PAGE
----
The Murfreesboro City Council voted Thursday night, Oct. 18 to approve a purchase and sale agreement with developer One East College for redevelopment of the city block known as the former First United Methodist Church location.
The 2.48-acre city block bounded by Church, Lytle, College and Spring streets, previously owned by Franklin Synergy Bank, includes a church sanctuary and iconic bell tower. The property sale agreement provides a 0.62-acre city-owned parking lot on East College to complete the entire block.
Under an approved separate Mixed-Use Development Agreement, the buyer agreed to redevelop the historic church structure into a community venue surrounded by mixed-use commercial office space, a national brand hotel, retail space, residential units, and a parking garage.
The agreement provides the developer a 180-day due diligence “evaluation period” to conduct engineering, environmental, economic and marketing studies to determine the feasibility of the property.
The buyer provided earnest money totaling $100,000 to secure the purchase agreement. Closing would occur on or before 30 days following the evaluation period.
“We are excited about these two agreements with One East College, LLC for redevelopment of this historic location in our city,” said Mayor Shane McFarland. “We believe this mixed-use development balances both the need for downtown economic development and preservation of this historic amenity important to Murfreesboro’s character and tourism.”
Redevelopment of the former Franklin Synergy site is expected to revitalize downtown Murfreesboro by adding significant commercial, retail, and residential properties into the downtown area.
Over the long-term, the mixed-use development will substantially increase the assessed value of the site, which will enhance city and County property tax revenues.
While precise details of the mixed-use development are still subject to the six-month study, the undisclosed brand hotel is expected to include 110 rooms.
The residential portion of the development anticipates approximately 55 condominiums with nearby access to office and retail space with a restaurant and public parking garage. The four to six-story structure development will include more than one building with up to 200,000 square feet.
In 2016, the city reached an agreement with Franklin Synergy Bank for the acquisition of 1.87-acres of property on the corner of East College and Church Street for $ 1.55 million.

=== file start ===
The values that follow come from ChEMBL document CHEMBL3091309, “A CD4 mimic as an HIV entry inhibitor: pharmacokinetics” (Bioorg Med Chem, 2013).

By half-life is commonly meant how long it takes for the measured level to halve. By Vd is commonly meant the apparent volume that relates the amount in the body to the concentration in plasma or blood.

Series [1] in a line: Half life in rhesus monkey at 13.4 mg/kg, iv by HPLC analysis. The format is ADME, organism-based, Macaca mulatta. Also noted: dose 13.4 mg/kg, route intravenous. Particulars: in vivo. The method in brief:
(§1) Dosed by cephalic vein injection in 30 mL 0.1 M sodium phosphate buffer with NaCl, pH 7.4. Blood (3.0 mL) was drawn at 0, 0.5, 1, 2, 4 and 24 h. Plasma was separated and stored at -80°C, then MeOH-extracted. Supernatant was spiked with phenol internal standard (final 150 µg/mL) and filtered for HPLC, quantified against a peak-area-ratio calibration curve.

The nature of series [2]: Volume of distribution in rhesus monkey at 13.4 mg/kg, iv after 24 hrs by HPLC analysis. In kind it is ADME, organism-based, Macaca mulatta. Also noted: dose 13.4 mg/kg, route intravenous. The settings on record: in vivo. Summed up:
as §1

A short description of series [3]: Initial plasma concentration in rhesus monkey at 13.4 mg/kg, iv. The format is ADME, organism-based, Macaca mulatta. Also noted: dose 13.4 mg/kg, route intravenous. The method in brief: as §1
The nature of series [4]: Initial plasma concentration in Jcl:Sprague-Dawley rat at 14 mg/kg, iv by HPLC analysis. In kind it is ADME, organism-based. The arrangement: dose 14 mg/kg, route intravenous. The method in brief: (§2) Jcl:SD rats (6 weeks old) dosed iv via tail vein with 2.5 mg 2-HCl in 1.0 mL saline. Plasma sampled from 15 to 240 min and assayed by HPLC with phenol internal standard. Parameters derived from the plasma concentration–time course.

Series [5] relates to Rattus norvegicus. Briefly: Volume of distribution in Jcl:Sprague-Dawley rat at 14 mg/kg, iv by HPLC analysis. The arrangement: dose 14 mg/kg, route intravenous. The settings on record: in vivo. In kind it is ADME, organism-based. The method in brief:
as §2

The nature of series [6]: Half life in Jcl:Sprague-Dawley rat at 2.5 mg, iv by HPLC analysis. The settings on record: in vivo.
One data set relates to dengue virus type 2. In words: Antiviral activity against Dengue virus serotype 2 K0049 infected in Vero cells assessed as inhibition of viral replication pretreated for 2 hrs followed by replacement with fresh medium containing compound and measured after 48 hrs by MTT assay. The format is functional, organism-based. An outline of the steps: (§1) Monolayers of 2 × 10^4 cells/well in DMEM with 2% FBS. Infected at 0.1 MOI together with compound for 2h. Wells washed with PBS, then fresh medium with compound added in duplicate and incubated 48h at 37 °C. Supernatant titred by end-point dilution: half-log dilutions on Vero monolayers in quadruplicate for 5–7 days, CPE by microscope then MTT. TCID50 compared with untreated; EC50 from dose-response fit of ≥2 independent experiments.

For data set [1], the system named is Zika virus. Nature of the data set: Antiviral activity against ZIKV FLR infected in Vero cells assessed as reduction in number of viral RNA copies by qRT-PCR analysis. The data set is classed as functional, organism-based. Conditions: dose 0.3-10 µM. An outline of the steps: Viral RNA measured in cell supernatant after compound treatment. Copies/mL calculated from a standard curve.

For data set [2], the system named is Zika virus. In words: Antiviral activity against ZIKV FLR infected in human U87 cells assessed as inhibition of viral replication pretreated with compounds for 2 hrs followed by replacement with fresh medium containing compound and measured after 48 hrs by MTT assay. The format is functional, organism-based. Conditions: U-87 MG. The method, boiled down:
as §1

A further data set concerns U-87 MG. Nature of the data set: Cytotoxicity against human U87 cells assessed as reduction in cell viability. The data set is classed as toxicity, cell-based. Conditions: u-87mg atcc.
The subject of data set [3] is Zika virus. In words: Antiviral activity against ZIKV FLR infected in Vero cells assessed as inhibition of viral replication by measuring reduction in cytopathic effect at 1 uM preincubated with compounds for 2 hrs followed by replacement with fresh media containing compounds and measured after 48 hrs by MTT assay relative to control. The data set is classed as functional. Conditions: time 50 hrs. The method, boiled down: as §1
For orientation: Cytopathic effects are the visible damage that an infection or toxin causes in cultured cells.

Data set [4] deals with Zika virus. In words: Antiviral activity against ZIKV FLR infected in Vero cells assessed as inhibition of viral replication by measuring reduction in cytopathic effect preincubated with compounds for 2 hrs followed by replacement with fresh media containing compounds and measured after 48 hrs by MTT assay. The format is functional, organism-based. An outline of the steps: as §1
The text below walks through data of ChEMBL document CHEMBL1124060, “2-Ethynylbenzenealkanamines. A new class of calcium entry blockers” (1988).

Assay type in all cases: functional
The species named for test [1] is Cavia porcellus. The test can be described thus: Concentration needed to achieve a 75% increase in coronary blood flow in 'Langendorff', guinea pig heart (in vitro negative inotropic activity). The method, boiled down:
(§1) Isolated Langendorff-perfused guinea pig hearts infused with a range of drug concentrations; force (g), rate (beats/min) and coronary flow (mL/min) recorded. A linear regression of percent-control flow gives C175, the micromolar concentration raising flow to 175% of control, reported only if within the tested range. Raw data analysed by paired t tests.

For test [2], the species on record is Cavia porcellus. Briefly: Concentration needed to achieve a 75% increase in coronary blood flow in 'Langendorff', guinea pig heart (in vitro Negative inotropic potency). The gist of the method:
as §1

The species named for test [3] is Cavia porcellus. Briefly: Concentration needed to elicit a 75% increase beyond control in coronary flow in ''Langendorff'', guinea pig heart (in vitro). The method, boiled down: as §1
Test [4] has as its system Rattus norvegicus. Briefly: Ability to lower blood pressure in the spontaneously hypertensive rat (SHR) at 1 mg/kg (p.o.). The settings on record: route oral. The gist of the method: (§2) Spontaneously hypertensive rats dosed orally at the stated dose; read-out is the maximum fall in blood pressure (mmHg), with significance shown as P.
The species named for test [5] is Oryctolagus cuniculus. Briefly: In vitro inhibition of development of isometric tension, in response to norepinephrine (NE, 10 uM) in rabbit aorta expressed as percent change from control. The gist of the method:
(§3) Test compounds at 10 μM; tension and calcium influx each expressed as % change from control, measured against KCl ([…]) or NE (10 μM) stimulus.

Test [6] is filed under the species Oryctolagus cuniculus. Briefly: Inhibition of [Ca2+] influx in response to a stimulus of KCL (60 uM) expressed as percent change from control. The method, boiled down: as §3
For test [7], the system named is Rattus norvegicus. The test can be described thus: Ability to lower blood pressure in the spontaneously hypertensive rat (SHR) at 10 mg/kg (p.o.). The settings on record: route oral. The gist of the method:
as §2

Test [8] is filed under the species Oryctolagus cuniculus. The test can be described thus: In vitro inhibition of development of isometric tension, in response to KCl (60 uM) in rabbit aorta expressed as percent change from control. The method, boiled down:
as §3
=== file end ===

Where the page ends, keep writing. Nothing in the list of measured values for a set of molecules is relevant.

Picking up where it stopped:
At that time, promoting and preserving the downtown area, including mixed-use development had been advocated as part of the city’s 20-year comprehensive plan, Murfreesboro 2035. Main Street: Murfreesboro/Rutherford favored preserving at least some of the historic structure dating back to 1888.
“We believe this project has the opportunity to create jobs, capital and energy into the city’s downtown,” said City Manager Craig Tindall. “Our purchase of the property in 2016 afforded city administrators and elected officials greater input into how the historic location is developed as Lytle Street becomes the gateway into this visible downtown block.”
The former First United Methodist Church building served the congregation until 2003.
Although the sanctuary is not listed on the National Register of Historic Places, nor is it located in the city’s historic district, city and community leaders sought to keep the bell tower preserved as part of the historic downtown landscape.
The Murfreesboro 2035 comprehensive plan recommended greater investment in the downtown area to leverage its full potential for mixed-use, residential and office space, and entertainment.
Preserving historic elements of downtown is seen as a lucrative aspect of future redevelopment and maintaining Murfreesboro’s character.
The purchase agreement comes as the city engages in a study of tax-incentive financing or TIF districts to determine ways to provide incentives for developers to invest in downtown development. Tax increment financing allows property tax payments before improvements to remain the same.
From there, the financing plan applies the net increase in taxes after redevelopment to be used toward paying for a bond to help finance the project or infrastructure.
It’s not known at this time whether tax increment financing will be used for the One East College, LLC development.
The developers include Nick Patel of Detroit, Michigan and Suri Ramanna, Nashville chairman and CEO of TRC Worldwide Engineering. Jeff Reed of Murfreesboro firm Hudson Reed and McCreary, PLLC is representing the developers.